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Old 16-01-2014, 21:42   #1
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Propeller life

How long does a propeller last on a sailboat? 14 inch two (fixed) blade Martec, if it matters.

I'm sure there are many variables - damage, zinc replacement frequency...

But is a 14 year old prop apt to be mostly used up? I found a receipt dated 1997 in the ships papers.

When my boat was surveyed the surveyor rapped on my prop with a piece of metal and said it "didn't make a ringing sound like it should." I talked to a prop shop since and they said when I haul out (very soon) to bring it to them and they will sandblast and check it out, that no prop makes a ringing sound when on the shaft.

I'd like to change from a two bladed prop to a three bladed Campbell Sailer if it is time (or nearly time). I'd not like to be racking up boatyard fees while I have one made and shipped, or racking up charges at a prop shop tinkering with a prop that is nearing end of life.

Even after aligning the engine the boat has vibration I'm hoping the prop change would help with, but it's "on my list" mostly for the surveyor's concerns.

Greg
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Old 16-01-2014, 22:02   #2
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Re: Propeller life

Other than physical damage from being hit or catching line, or catastrophic galvanic corrosion I have never heard of a prop wearing out. They are big, bronze, and have no moving parts.

I guess over long enough the keyway could wear out, but I have never seen or heard of it happening. But saying that I am sure someone will jump in here with it having happened to them.
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Old 16-01-2014, 22:39   #3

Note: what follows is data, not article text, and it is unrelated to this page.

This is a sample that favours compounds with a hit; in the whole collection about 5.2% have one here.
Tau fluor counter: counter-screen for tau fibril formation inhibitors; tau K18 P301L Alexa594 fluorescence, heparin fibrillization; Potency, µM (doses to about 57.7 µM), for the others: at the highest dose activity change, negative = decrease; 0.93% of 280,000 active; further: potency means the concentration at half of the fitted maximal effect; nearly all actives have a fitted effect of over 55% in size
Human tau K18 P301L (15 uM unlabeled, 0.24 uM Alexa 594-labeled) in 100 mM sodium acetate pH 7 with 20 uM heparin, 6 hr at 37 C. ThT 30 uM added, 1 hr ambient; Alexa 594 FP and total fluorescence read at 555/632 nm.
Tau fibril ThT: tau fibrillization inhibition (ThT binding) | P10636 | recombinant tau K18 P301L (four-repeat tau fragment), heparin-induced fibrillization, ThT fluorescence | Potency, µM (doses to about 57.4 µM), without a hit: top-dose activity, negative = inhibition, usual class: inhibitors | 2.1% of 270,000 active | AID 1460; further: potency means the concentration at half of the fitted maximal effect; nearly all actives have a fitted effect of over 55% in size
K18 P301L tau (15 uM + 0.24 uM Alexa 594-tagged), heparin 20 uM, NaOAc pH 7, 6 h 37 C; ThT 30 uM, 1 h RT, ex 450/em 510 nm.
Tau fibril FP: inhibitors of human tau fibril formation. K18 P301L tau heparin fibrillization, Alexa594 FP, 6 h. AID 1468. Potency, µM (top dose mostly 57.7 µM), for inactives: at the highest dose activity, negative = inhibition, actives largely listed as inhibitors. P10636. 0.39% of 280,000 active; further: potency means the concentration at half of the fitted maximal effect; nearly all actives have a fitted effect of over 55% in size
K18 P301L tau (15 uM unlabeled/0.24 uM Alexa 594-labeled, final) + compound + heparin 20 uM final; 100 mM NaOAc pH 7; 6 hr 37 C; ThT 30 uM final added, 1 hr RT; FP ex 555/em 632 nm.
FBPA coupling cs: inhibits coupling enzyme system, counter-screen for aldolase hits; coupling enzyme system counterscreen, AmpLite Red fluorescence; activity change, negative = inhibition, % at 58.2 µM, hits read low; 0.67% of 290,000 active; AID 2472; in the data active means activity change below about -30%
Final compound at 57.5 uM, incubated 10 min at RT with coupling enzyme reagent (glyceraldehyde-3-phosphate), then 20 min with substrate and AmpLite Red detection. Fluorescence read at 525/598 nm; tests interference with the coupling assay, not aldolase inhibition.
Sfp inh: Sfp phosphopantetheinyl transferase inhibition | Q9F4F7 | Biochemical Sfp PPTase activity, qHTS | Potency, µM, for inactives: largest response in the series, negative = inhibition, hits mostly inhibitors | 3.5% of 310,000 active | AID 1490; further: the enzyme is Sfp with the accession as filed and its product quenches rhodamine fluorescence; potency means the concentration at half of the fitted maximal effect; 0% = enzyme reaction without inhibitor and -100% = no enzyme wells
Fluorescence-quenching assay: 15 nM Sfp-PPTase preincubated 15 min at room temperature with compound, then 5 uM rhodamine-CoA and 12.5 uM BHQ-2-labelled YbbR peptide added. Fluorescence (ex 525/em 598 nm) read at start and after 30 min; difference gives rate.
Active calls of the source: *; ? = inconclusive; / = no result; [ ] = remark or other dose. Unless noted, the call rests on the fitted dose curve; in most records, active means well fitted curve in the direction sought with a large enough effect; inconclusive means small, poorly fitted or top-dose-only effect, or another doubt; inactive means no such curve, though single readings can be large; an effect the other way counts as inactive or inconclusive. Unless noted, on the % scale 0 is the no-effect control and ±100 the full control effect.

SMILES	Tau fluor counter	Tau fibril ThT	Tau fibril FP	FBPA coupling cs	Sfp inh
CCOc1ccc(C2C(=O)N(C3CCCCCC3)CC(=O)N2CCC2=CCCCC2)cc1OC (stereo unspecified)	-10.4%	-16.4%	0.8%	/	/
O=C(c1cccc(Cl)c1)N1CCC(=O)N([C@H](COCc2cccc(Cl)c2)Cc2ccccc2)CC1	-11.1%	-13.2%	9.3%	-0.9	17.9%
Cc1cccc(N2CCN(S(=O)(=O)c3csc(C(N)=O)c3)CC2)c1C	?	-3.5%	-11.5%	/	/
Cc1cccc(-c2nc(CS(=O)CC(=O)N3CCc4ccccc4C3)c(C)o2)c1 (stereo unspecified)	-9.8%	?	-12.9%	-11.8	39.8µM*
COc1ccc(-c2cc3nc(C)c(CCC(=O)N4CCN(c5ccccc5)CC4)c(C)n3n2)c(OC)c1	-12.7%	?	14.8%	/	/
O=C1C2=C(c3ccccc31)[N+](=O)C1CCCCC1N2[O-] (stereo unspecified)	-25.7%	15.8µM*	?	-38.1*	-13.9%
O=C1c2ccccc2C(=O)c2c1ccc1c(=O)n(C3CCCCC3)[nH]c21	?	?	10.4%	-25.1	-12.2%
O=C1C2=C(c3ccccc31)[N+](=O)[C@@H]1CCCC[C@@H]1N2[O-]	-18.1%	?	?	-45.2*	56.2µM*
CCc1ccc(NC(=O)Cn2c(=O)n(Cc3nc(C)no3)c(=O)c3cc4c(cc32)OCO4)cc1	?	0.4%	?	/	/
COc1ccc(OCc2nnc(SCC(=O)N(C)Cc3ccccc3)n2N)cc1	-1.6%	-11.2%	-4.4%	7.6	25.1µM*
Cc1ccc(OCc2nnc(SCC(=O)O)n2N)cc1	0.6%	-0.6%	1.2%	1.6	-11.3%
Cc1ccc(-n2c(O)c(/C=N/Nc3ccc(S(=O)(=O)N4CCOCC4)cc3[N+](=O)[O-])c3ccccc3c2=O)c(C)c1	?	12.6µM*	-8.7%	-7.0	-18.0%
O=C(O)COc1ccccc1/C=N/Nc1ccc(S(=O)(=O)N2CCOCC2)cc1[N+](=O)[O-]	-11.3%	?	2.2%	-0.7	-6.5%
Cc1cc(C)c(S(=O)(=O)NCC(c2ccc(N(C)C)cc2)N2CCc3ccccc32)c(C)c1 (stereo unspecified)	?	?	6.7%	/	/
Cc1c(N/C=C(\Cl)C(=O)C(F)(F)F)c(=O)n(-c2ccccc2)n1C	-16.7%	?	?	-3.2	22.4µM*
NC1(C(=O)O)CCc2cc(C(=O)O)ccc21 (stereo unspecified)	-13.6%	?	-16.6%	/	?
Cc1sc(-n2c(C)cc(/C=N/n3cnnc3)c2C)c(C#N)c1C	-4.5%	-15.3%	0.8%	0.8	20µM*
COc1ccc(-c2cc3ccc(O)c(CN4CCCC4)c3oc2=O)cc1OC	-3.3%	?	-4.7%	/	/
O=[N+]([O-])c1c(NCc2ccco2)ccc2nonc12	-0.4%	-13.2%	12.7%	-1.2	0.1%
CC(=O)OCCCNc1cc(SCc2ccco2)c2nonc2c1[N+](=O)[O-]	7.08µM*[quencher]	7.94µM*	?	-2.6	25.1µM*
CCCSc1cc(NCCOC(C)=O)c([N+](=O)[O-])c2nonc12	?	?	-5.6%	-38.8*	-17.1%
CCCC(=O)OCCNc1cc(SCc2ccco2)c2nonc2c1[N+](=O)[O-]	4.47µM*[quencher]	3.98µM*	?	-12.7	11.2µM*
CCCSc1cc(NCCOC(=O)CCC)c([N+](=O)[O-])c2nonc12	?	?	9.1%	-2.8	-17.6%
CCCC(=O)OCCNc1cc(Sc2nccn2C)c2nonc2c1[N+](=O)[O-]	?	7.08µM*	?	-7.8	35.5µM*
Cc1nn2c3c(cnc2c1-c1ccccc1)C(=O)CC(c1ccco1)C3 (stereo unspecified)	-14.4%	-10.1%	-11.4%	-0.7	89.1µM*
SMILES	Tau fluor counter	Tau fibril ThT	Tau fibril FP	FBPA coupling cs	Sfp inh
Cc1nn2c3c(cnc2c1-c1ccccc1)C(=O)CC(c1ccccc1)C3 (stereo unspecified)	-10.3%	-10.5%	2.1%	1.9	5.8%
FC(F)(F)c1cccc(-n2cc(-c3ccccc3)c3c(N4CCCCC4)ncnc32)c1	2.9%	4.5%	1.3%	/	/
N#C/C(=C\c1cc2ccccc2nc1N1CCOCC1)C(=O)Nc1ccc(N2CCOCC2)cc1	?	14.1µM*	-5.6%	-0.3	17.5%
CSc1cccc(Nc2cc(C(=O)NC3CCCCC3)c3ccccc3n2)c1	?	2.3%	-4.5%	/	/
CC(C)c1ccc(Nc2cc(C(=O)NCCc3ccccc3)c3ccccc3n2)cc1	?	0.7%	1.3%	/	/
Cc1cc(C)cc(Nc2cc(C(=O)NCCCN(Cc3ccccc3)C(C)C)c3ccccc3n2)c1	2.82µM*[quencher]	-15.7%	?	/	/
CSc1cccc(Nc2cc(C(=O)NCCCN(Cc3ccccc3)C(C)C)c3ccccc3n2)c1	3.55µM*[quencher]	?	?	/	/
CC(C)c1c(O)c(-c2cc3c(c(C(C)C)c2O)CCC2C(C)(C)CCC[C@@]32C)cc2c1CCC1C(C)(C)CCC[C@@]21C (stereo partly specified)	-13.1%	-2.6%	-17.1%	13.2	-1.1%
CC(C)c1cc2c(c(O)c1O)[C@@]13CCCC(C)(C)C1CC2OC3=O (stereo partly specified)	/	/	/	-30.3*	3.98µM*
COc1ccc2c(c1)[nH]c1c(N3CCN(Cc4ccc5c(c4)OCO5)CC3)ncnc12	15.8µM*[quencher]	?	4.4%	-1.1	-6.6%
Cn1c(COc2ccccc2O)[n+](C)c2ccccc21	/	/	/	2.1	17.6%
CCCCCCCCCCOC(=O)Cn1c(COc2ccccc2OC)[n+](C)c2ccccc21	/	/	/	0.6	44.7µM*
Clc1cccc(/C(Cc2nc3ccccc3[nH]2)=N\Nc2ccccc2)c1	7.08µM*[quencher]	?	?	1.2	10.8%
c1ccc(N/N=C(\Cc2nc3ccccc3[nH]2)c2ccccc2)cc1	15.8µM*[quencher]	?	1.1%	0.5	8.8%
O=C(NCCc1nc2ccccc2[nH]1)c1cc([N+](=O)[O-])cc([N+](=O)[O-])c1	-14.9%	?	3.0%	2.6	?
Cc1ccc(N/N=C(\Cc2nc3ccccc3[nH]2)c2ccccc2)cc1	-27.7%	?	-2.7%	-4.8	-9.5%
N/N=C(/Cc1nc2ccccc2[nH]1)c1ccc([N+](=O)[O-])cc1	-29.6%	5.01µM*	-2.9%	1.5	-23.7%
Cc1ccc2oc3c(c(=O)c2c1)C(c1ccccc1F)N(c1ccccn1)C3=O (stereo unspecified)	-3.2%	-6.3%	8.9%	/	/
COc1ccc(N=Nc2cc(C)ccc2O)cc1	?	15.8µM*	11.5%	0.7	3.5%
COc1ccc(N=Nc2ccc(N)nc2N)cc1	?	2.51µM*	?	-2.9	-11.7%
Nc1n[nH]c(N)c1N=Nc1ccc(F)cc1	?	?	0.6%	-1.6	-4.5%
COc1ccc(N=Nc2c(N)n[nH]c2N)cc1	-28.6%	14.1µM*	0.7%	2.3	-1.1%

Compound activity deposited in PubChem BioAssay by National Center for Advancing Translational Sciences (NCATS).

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Re: Propeller life

The prop may need to be rebalanced. That could be causing your vibration.

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Old 16-01-2014, 23:09   #4
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Re: Propeller life

Quote:
Originally Posted by Stumble View Post
Other than physical damage from being hit or catching line, or catastrophic galvanic corrosion I have never heard of a prop wearing out. They are big, bronze, and have no moving parts.

I guess over long enough the keyway could wear out, but I have never seen or heard of it happening. But saying that I am sure someone will jump in here with it having happened to them.
A prop that has been allowed to cavitate can wear badly but it's very obvious.
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Old 17-01-2014, 06:17   #5
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Re: Propeller life

I can guarantee that tapping a prop blade even while on the shaft will produce a ringing sound. It will not reverberate and sustain like it would if the prop were free and suspended from a string but the sound will be there.

What to listen for is akin to listening for dry rot when tapping wood. Good wood or metal will ring, soft will have more of a thunk or thud. The sound can be subtle and if the damage is slight may be very subtle.

On a bronze prop what you are looking for is loss of zinc in the alloy. Another and perhaps better way to check this is visually. Shine up the prop and look for areas that the color is going pink instead of the yellower shade of good bronze. The pink is an area where the zinc is lost and you are seeing more copper.
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Old 17-01-2014, 13:38   #6
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Re: Propeller life

I dug out the survey. The condition of the prop wasn't called out under his major findings, but where he inventories propulsion he says "Galvanic corrosion has softened metal." It's been in the water a year since then. I guess if I'm looking for an excuse to upgrade I have that and, "But honey, it's for the safety of our family."
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Old 17-01-2014, 16:49   #7
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Re: Propeller life

Used props are worth their weight as scrap, assuming you can find a boat scrapper that hasn't recycled them yet. There are a couple of places in Florida that scrap hurricane boats that always have a pile of them in the back somewhere, the trick of course is finding the right size.
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